• Finally, you can combine the two solutions above for even more savings. Get rid of LDOs and only power up the slaves when you want to communicate. Make each slave configure I2C address and go to sleep immediately after power-up. Then use I2C interrupt to wake one slave at a time. This way there will be zero power consumption between communications and minimal consumption during communication, since only one slave will be awake at a time.

P.S. In the end, @SamGibson was absolutely right to comment about XY problem. For some reason you focused on "sexiest option", ignoring much cheaper and more efficient ones.

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source | link

Reusing the SCL for this purpose would enable me to have this behaviour for the lowest cost & complexity.

What?! You need to add some time delay circuit to each slave. Are you saying it would be cheaper and simpler than adding one MOSFET on power rail?

Also, keep in mind that most chips specify maximum I/O voltage relative to VCC. Your I2C pull-ups will feed it to unpowered slaves, pushing them over maximum specified rating. What often happens in this case is that protection diodes pass this voltage to power rails waking up the chip. But since the current is usually insufficient the MCU enters this semi-powered state which sometimes ends up damaging the chip.

The option with one additional wire to EN pins of all LDOs is good solution. The option with one MOSFET to switch power to all slaves is even better solution.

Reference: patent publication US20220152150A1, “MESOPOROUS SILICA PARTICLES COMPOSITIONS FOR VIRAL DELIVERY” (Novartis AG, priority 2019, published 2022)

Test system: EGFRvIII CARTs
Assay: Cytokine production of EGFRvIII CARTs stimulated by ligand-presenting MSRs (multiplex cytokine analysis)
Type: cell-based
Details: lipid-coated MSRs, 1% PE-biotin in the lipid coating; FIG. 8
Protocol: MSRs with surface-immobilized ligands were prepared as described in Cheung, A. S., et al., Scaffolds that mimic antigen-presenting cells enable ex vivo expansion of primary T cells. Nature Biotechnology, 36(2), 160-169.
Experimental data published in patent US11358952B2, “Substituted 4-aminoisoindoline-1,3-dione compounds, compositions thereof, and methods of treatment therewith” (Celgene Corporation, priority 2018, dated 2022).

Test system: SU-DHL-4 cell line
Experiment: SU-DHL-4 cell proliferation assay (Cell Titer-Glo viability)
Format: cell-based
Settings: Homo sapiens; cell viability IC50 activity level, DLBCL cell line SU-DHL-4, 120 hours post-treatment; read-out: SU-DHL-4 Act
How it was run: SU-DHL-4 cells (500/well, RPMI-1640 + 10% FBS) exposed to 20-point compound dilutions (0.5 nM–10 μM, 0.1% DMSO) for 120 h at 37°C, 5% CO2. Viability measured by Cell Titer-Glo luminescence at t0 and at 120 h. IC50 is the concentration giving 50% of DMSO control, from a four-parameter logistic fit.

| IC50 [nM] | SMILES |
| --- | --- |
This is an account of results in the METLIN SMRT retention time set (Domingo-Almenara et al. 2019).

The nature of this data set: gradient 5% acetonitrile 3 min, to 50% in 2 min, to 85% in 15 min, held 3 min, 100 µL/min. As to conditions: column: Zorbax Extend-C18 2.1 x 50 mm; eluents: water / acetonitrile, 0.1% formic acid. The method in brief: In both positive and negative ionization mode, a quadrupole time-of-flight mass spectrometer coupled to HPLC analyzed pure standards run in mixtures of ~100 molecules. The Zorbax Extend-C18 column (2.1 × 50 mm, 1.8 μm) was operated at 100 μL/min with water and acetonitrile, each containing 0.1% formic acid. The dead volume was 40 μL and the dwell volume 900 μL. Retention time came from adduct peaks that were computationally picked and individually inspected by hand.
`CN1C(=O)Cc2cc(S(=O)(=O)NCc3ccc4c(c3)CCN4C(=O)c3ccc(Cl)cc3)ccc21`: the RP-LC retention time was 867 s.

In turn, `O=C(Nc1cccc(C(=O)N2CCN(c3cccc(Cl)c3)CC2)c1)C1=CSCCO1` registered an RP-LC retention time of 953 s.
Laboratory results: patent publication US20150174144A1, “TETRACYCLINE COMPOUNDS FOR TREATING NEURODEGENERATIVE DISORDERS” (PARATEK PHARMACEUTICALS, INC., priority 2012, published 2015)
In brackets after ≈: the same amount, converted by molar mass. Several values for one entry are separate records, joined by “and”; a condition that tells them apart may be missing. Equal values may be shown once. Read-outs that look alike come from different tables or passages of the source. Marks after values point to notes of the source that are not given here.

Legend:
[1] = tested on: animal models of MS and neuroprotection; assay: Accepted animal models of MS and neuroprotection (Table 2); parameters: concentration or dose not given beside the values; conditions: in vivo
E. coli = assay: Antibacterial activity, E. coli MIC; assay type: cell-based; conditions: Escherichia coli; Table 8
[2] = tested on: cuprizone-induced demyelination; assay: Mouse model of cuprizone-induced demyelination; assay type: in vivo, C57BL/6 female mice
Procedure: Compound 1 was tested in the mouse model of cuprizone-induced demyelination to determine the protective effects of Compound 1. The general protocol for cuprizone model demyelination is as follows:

Now, here are couple real solutions.

  • STM8L001 has low power "halt" mode from which it can wake up on interrupts, including I2C interrupts. Furthermore, the I2C module can perform address match and only wake up when this particular slave is addressed. So, you don't have to wake up all of them, only the one you want to communicate with. You don't need any additional components, any additional lines, and the power savings would be probably higher, despite not shutting down the LDOs.

  • Having LDO on each slave is awful overkill. At the distances I2C works power loss in the wires is negligible. So, get rid of all those LDOs. Connect power rail with MOSFET. Put I2C pull-ups after MOSFET! When you need to communicate always switch power ON first. Then insert a delay to allow slaves to wake up and configure their I2C. Only then configure and activate your own I2C. So, with the cost of 1 MOSFET you can save money of all LDOs, make sure no power is wasted and safeguard I/O pins from high voltage in powered down state.

P.S. In the end, @SamGibson was absolutely right to comment about XY problem. For some reason you focused on "sexiest option", ignoring much cheaper and more efficient ones.